- Log and monitor every action on the ICS network to quickly identify a point of failure
- When possible implement redundancy on critical devices to avoid major issues
- Develop strong security policies and an incident response plan to restore systems during an incident
- Train people with simulated incident responses and security awareness
Attackers learn what works from past attacks and from each other. Rapid developments in ICS threats make it crucial to stay protected. Manufacturers, plant operators, governments, and the cybersecurity industry must work together to avoid critical cyberattacks.
Indicators of compromise
- dc81f383624955e0c0441734f9f1dabfe03f373c: trilog.exe
- b47ad4840089247b058121e95732beb82e6311d0: imain.bin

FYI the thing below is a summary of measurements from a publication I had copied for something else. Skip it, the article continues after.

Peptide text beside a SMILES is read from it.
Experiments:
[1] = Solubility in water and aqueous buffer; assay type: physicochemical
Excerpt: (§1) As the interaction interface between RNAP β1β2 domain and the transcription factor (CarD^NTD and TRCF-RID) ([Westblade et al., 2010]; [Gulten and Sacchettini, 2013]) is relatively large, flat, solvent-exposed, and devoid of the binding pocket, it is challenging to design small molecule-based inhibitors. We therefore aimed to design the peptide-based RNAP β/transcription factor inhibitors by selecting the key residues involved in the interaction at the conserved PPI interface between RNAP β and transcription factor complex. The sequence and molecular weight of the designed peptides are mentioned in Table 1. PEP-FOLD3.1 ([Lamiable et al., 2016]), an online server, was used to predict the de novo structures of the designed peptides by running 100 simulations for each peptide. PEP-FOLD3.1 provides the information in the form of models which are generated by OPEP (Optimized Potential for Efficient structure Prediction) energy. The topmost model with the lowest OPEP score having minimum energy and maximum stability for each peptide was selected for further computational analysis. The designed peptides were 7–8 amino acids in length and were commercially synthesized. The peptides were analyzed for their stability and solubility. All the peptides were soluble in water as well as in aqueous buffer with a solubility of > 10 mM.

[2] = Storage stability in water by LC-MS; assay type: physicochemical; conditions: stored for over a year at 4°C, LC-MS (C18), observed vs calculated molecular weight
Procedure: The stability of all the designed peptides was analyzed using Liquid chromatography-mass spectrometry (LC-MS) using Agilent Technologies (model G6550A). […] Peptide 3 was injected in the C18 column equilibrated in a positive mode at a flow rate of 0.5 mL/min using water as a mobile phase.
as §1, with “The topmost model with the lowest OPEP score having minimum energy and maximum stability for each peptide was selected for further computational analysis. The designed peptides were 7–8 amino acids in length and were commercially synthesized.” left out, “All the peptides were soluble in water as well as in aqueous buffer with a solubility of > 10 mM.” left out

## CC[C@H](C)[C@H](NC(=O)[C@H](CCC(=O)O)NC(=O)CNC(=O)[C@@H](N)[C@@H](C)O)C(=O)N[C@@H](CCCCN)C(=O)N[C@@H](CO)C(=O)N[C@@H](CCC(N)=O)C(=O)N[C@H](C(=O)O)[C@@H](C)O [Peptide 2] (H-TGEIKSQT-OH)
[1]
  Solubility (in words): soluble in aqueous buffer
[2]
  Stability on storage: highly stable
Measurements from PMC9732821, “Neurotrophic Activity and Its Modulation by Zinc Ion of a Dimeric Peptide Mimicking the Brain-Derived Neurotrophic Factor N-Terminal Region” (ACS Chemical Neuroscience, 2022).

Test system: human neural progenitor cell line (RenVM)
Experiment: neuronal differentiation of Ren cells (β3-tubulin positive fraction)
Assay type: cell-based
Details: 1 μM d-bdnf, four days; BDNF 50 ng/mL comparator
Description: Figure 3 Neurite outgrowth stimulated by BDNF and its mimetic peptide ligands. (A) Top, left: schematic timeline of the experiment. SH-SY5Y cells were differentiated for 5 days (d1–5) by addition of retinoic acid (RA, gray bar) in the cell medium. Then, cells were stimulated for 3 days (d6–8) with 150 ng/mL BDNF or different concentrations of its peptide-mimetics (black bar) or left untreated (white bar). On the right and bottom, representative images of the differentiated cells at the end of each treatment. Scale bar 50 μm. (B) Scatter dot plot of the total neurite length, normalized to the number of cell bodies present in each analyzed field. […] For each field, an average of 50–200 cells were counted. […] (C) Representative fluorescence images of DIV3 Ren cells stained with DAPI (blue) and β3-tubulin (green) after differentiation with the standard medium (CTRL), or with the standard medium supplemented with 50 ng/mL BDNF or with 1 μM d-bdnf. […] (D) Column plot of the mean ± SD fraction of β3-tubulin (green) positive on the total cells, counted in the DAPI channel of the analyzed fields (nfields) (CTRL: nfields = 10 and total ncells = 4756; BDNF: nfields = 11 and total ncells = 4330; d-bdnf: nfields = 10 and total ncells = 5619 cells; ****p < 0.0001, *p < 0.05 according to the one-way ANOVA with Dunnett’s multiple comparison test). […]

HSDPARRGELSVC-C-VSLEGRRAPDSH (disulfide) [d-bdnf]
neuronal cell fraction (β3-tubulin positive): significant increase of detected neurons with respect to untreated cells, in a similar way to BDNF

- f403292f6cb315c84f84f6c51490e2e8cd03c686: inject.bin
- 91bad86388c68f34d9a2db644f7a1e6ffd58a449: script_test.py
- 1dd89871c4f8eca7a42642bf4c5ec2aa7688fd5c: library.zip
- 97e785e92b416638c3a584ffbfce9f8f0434a5fd: TS_cnames.pyc
- d6e997a4b6a54d1aeedb646731f3b0893aee4b82: TsBase.pyc
- 66d39af5d61507cf7ea29e4b213f8d7dc9598bed: TsHi.pyc
- a6357a8792e68b05690a9736bc3051cba4b43227: TsLow.pyc
- 2262362200aa28b0eead1348cb6fda3b6c83ae01: crc.pyc
- 9059bba0d640e7eeeb34099711ff960e8fbae655: repr.pyc
- 6c09fec42e77054ee558ec352a7cd7bd5c5ba1b0: select.pyc
- 25dd6785b941ffe6085dd5b4dbded37e1077e222: sh.pyc